(Aphelopinae);
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711
Bon Tsagan marl (Mongolia) (110–115 Ma): Deinodryinus aptianus Olmi, Rasnitsyn &
Guglielmino, 2010 (Anteoninae);
Taimyr amber (Siberia) (78–115 Ma): Dryininae: Cretodryinus zherichini Ponomarenko,
1975; Dryinus antiquus (Ponomarenko, 1981);
Burmese amber (Myanmar) (about 99 Ma): Anteoninae: Burmanteon olmii Engel, 2003;
†Burmadryininae subfam. nov.: Burmadryinus cenomanianus gen. & sp. nov.; Dryininae:
Hybristodryinus resinicolus Engel, 2005; Pseudodryinus burmensis sp. nov.; †Ponomarenkoinae: Ponomarenkoa ellenbergeri Olmi, Xu & He, 2013;
Obeshchayushchiyi marl (Siberia) (90–95 Ma): Anteonopsis antiquus Olmi, Rasnitsyn &
Guglielmino, 2010 (Anteoninae); Gonatopus cretacicus Olmi, Rasnitsyn & Guglielmino,
2010 (Gonatopodinae);
Medicine Hat amber (Canada) (70–75 Ma): Dryinus canadensis (Ponomarenko, 1981)
(Dryininae);
Baltic amber (40–45 Ma): Dryininae: Dryinus balticus (Olmi, 1984); D. bruesi (Olmi, 1984);
D. janzeni Olmi, 2000; D. mortuorum (Brues, 1933); D. muenchi Olmi & Bechly, 2001; D.
rei¿ Olmi & Bechly, 2001; D. vetus (Brues, 1933); D. wunderlichi Olmi & Bechly 2001;
Palaeodryinus groehni Olmi & Bechly, 2001; Harpactosphecion deletum (Brues, 1933);
H. ¿licorne (Brues, 1933); H. gracile (Brues, 1933); Anteoninae: Deinodryinus areolatus
(Ponomarenko, 1975); D. velteni Guglielmino & Olmi, 2011; Janzeniola baltica (Olmi,
2000); †Palaeoanteoninae: Palaeoanteon janzeni Olmi, 2000; Gonatopodinae: Neodryinus
somniatus Brues, 1933; †Ponomarenkoinae: Ponomarenkoa polonica (Ponomarenko, 1988);
†Protodryininae: Protodryinus eocenicus Guglielmino & Olmi, 2012;
Oise amber (France) (about 50 Ma): Pseudodryinus parisiensis Peinado, Nel & Waller,
2006 (Dryininae);
Mexican amber (Mexico) (22–26 Ma): Dryinus palaeomexicanus Olmi, 1995 (Dryininae);
Velikaya Kema marl (Maritime Province, Russia) (about 16 Ma): unidenti¿ed Deinodryinus or Dryinus sp. (see OLMI et al. 2010) (Anteoninae or Dryininae);
Dominican Republic amber (about 16 Ma): Aphelopinae: Aphelopus poinari Olmi, 1998;
Bocchinae: Bocchus vetustus Olmi, 1991; Dryininae: Dryinus alamellatus Olmi & Guglielmino, 2011 in OLMI et al. (2011); D. grimaldii Olmi, 1995; D. hymenaeaphilus Olmi,
1995; D. palaeodominicanus Currado & Olmi, 1983; D. poinari Olmi, 1998; D. priscus
Olmi, 1998; D. pristinus Olmi, 1998; D. rasnitsyni Olmi & Guglielmino, 2011; D. vetustus
Olmi, 1995; Harpactosphecion scheveni Olmi, 2005; H. sucinum (Olmi, 1987); Thaumatodryinus miocenicus Olmi, 1995.
Though many fossil species date to more than a hundred million years ago, one of the most
important characters of Dryinidae fossil fauna is that the majority of species belong to extant
subfamilies (Aphelopinae, Anteoninae, Bocchinae, Dryininae, Gonatopodinae). Only a small
part of the fossil species belong to extinct subfamilies: Burmadryininae, Palaeoanteoninae,
Ponomarenkoinae and Protodryininae. On the contrary, most fossil genera are already extinct:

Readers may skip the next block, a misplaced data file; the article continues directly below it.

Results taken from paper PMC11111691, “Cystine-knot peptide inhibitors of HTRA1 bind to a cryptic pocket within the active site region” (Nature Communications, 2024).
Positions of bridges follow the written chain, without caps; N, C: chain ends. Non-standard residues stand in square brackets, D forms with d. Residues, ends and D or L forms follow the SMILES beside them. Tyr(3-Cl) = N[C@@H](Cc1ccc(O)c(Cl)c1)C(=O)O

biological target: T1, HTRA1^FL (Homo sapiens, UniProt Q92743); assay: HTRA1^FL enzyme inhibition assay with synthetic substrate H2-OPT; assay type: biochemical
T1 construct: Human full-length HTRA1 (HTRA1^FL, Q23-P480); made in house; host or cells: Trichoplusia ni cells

Anteoninae: Anteonopsis Olmi, Rasnitsyn & Guglielmino, 2010; Burmanteon Engel, 2003;
Janzeniola Olmi, 2011; Palaeoanteoninae: Palaeoanteon Olmi, 2000; Dryininae: Cretodryinus
712
OLMI et al.: New fossil Dryinidae from Burmese amber
Ponomarenko, 1975; Harpactosphecion Haupt, 1944; Hibristodryinus Engel, 2005; Palaeodryinus Olmi & Bechly, 2001; Protodryininae: Protodryinus Guglielmino & Olmi, 2012;
Ponomarenkoinae: Ponomarenkoa Olmi, 2010; Burmadryininae: Burmadryinus gen. nov.
The extant genera, of which fossils are known, are the following: Aphelopinae: Aphelopus
Dalman, 1823; Anteoninae: Deinodryinus Perkins, 1907; Bocchinae: Bocchus Ashmead, 1893;
Dryininae: Dryinus Latreille, 1804, Pseudodryinus Olmi, 1991, Thaumatodryinus Perkins,
1905; Gonatopodinae: Neodryinus Perkins, 1905, Gonatopus Ljungh, 1810.
It is interesting to note that extant genera are found not only in very young fossils, but also
in very ancient amber and marl: for example, Aphelopus palaeophoenicius, the oldest dryinid
fossil, belongs to a genus currently present in all zoogeographical regions. This means that
the actual characters were preserved through different and long geological ages, from the
Upper Cretaceous to the Tertiary and the present age.
The new subfamily Burmadryininae is based on a male. Contrary to the females, males of
Dryinidae are very uniform and do not show the variety of characters present in the opposite
sex. The general aspect of the holotype of Burmadryinus cenomanianus is similar to that of
other males belonging to different genera and subfamilies. The main distinctive character is
present in the forewing: only two cells enclosed by pigmented veins and the fusion of the
median and submedian cells, a clear apomorphy in a family where ¿ve cells completely enclosed by pigmented veins are recognized as the typical plesiomorphic character (BROTHERS &
CARPENTER 1993). The rest of the body does not suggest anything in comparison with other
males of the family.
Acknowledgements
We are grateful to Mr Jens-Wilhelm Janzen (Seevetal, Germany) for loan of the specimens
studied in this paper and for donating them to the Staatliches Museum für Naturkunde Stuttgart. Many thanks to the anonymous reviewers for their valuable suggestions and comments
that substantially improved this manuscript.